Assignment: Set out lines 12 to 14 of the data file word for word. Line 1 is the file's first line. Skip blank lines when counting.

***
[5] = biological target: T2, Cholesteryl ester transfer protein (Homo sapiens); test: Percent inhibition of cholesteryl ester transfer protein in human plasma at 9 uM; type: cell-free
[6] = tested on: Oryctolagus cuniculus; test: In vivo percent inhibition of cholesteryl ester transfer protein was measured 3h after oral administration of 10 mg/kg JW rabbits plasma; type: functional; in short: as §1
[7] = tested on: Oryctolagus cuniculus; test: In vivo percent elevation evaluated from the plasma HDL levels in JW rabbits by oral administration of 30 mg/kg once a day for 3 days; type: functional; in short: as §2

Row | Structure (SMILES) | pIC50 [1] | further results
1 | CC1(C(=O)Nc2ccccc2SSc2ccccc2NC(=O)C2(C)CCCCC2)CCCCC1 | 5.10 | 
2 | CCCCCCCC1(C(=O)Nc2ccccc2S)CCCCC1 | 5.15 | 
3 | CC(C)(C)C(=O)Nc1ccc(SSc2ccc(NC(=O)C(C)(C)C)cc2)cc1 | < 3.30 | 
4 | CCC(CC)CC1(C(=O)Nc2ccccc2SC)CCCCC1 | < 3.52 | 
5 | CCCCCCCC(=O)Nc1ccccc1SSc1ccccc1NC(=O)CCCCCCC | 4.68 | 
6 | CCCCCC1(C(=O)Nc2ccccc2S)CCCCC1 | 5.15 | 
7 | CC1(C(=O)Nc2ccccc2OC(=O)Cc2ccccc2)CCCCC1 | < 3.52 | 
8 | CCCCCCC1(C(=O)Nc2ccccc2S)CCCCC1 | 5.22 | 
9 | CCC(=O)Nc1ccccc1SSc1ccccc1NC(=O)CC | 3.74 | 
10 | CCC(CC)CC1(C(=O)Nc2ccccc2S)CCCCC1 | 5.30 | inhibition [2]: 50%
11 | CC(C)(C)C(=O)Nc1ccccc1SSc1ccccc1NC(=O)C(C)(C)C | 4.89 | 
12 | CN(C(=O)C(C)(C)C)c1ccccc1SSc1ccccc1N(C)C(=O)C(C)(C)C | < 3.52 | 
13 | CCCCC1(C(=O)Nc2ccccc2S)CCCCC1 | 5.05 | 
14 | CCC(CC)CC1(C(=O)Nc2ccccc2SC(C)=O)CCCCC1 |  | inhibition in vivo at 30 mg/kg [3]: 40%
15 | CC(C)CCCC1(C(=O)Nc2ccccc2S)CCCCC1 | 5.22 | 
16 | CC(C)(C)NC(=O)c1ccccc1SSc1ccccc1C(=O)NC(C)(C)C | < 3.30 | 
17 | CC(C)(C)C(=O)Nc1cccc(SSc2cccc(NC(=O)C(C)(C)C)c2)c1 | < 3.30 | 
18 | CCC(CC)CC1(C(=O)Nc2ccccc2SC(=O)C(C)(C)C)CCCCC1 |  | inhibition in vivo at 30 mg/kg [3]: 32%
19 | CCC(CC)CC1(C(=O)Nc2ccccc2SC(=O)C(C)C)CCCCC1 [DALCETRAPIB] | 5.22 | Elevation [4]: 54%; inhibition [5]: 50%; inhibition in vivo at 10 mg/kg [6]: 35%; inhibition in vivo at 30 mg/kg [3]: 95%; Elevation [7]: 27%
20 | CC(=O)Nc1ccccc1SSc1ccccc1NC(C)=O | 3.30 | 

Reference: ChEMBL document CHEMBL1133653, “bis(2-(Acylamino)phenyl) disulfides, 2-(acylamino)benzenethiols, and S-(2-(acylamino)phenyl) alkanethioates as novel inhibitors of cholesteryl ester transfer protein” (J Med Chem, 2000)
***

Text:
8 | CCCCCCC1(C(=O)Nc2ccccc2S)CCCCC1 | 5.22 | 
9 | CCC(=O)Nc1ccccc1SSc1ccccc1NC(=O)CC | 3.74 | 
10 | CCC(CC)CC1(C(=O)Nc2ccccc2S)CCCCC1 | 5.30 | inhibition [2]: 50%